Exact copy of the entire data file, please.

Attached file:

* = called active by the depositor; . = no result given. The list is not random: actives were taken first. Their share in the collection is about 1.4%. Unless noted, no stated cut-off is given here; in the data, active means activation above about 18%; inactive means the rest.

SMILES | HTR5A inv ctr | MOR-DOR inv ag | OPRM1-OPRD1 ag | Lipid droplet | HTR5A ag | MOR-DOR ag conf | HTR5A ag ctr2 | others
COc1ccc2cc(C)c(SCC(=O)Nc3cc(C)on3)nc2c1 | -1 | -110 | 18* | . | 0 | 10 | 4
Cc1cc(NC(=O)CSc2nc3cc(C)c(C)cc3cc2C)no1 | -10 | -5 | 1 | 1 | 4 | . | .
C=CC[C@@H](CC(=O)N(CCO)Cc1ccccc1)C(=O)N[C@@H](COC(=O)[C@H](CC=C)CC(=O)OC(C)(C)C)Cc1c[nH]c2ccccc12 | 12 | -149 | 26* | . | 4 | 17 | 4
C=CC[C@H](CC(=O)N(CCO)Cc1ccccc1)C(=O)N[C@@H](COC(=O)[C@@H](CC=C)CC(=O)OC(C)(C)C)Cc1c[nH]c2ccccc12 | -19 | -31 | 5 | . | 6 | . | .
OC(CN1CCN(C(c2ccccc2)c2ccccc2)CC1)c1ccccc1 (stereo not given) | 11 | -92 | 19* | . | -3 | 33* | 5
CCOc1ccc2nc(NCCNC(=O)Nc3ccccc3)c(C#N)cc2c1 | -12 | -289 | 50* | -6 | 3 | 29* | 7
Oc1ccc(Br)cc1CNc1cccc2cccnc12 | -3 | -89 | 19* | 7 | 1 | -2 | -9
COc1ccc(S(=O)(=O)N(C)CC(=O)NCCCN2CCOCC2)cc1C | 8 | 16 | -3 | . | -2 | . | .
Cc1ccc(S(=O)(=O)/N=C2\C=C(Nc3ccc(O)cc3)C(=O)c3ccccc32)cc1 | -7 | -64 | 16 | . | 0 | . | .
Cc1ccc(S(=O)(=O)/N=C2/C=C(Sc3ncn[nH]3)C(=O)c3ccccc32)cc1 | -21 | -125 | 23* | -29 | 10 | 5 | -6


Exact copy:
* = called active by the depositor; . = no result given. The list is not random: actives were taken first. Their share in the collection is about 1.4%. Unless noted, no stated cut-off is given here; in the data, active means activation above about 18%; inactive means the rest.

SMILES | HTR5A inv ctr | MOR-DOR inv ag | OPRM1-OPRD1 ag | Lipid droplet | HTR5A ag | MOR-DOR ag conf | HTR5A ag ctr2 | others
COc1ccc2cc(C)c(SCC(=O)Nc3cc(C)on3)nc2c1 | -1 | -110 | 18* | . | 0 | 10 | 4
Cc1cc(NC(=O)CSc2nc3cc(C)c(C)cc3cc2C)no1 | -10 | -5 | 1 | 1 | 4 | . | .
C=CC[C@@H](CC(=O)N(CCO)Cc1ccccc1)C(=O)N[C@@H](COC(=O)[C@H](CC=C)CC(=O)OC(C)(C)C)Cc1c[nH]c2ccccc12 | 12 | -149 | 26* | . | 4 | 17 | 4
C=CC[C@H](CC(=O)N(CCO)Cc1ccccc1)C(=O)N[C@@H](COC(=O)[C@@H](CC=C)CC(=O)OC(C)(C)C)Cc1c[nH]c2ccccc12 | -19 | -31 | 5 | . | 6 | . | .
OC(CN1CCN(C(c2ccccc2)c2ccccc2)CC1)c1ccccc1 (stereo not given) | 11 | -92 | 19* | . | -3 | 33* | 5
CCOc1ccc2nc(NCCNC(=O)Nc3ccccc3)c(C#N)cc2c1 | -12 | -289 | 50* | -6 | 3 | 29* | 7
Oc1ccc(Br)cc1CNc1cccc2cccnc12 | -3 | -89 | 19* | 7 | 1 | -2 | -9
COc1ccc(S(=O)(=O)N(C)CC(=O)NCCCN2CCOCC2)cc1C | 8 | 16 | -3 | . | -2 | . | .
Cc1ccc(S(=O)(=O)/N=C2\C=C(Nc3ccc(O)cc3)C(=O)c3ccccc32)cc1 | -7 | -64 | 16 | . | 0 | . | .
Cc1ccc(S(=O)(=O)/N=C2/C=C(Sc3ncn[nH]3)C(=O)c3ccccc32)cc1 | -21 | -125 | 23* | -29 | 10 | 5 | -6